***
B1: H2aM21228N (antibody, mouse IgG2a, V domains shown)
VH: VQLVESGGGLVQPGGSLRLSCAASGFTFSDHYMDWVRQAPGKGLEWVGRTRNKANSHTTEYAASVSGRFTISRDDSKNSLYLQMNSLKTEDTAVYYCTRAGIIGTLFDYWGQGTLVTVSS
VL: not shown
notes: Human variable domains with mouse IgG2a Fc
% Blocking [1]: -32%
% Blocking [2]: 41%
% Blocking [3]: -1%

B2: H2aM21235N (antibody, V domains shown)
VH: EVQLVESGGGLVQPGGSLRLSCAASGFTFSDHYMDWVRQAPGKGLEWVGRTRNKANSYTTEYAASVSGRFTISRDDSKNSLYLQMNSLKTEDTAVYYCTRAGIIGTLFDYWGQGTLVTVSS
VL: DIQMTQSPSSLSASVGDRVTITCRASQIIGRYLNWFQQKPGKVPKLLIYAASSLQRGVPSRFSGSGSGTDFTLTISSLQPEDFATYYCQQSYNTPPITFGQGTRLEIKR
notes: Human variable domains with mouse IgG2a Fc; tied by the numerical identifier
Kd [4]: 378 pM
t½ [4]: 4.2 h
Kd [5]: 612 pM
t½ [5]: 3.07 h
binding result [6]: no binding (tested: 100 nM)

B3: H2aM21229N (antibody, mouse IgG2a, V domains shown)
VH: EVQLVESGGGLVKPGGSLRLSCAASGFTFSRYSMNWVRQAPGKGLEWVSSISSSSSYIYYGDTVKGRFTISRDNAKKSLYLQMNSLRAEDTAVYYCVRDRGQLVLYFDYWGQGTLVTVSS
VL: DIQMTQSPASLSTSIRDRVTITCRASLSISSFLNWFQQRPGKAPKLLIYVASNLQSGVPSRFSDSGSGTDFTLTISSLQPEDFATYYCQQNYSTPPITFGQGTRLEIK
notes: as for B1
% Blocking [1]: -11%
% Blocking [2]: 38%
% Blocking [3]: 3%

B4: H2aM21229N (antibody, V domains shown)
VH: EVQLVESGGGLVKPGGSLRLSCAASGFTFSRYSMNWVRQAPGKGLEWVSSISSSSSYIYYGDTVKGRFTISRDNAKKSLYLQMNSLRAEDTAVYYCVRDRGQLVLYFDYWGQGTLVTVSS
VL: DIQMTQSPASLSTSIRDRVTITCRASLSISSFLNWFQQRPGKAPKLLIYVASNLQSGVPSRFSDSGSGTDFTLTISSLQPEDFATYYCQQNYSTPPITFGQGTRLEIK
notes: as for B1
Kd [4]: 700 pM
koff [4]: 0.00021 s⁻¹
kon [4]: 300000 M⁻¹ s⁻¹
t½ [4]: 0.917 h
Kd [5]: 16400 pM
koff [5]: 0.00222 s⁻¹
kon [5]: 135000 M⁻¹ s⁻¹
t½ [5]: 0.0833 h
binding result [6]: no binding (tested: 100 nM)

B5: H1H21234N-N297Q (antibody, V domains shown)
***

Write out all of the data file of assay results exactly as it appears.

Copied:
B1: H2aM21228N (antibody, mouse IgG2a, V domains shown)
VH: VQLVESGGGLVQPGGSLRLSCAASGFTFSDHYMDWVRQAPGKGLEWVGRTRNKANSHTTEYAASVSGRFTISRDDSKNSLYLQMNSLKTEDTAVYYCTRAGIIGTLFDYWGQGTLVTVSS
VL: not shown
notes: Human variable domains with mouse IgG2a Fc
% Blocking [1]: -32%
% Blocking [2]: 41%
% Blocking [3]: -1%

B2: H2aM21235N (antibody, V domains shown)
VH: EVQLVESGGGLVQPGGSLRLSCAASGFTFSDHYMDWVRQAPGKGLEWVGRTRNKANSYTTEYAASVSGRFTISRDDSKNSLYLQMNSLKTEDTAVYYCTRAGIIGTLFDYWGQGTLVTVSS
VL: DIQMTQSPSSLSASVGDRVTITCRASQIIGRYLNWFQQKPGKVPKLLIYAASSLQRGVPSRFSGSGSGTDFTLTISSLQPEDFATYYCQQSYNTPPITFGQGTRLEIKR
notes: Human variable domains with mouse IgG2a Fc; tied by the numerical identifier
Kd [4]: 378 pM
t½ [4]: 4.2 h
Kd [5]: 612 pM
t½ [5]: 3.07 h
binding result [6]: no binding (tested: 100 nM)

B3: H2aM21229N (antibody, mouse IgG2a, V domains shown)
VH: EVQLVESGGGLVKPGGSLRLSCAASGFTFSRYSMNWVRQAPGKGLEWVSSISSSSSYIYYGDTVKGRFTISRDNAKKSLYLQMNSLRAEDTAVYYCVRDRGQLVLYFDYWGQGTLVTVSS
VL: DIQMTQSPASLSTSIRDRVTITCRASLSISSFLNWFQQRPGKAPKLLIYVASNLQSGVPSRFSDSGSGTDFTLTISSLQPEDFATYYCQQNYSTPPITFGQGTRLEIK
notes: as for B1
% Blocking [1]: -11%
% Blocking [2]: 38%
% Blocking [3]: 3%

B4: H2aM21229N (antibody, V domains shown)
VH: EVQLVESGGGLVKPGGSLRLSCAASGFTFSRYSMNWVRQAPGKGLEWVSSISSSSSYIYYGDTVKGRFTISRDNAKKSLYLQMNSLRAEDTAVYYCVRDRGQLVLYFDYWGQGTLVTVSS
VL: DIQMTQSPASLSTSIRDRVTITCRASLSISSFLNWFQQRPGKAPKLLIYVASNLQSGVPSRFSDSGSGTDFTLTISSLQPEDFATYYCQQNYSTPPITFGQGTRLEIK
notes: as for B1
Kd [4]: 700 pM
koff [4]: 0.00021 s⁻¹
kon [4]: 300000 M⁻¹ s⁻¹
t½ [4]: 0.917 h
Kd [5]: 16400 pM
koff [5]: 0.00222 s⁻¹
kon [5]: 135000 M⁻¹ s⁻¹
t½ [5]: 0.0833 h
binding result [6]: no binding (tested: 100 nM)

B5: H1H21234N-N297Q (antibody, V domains shown)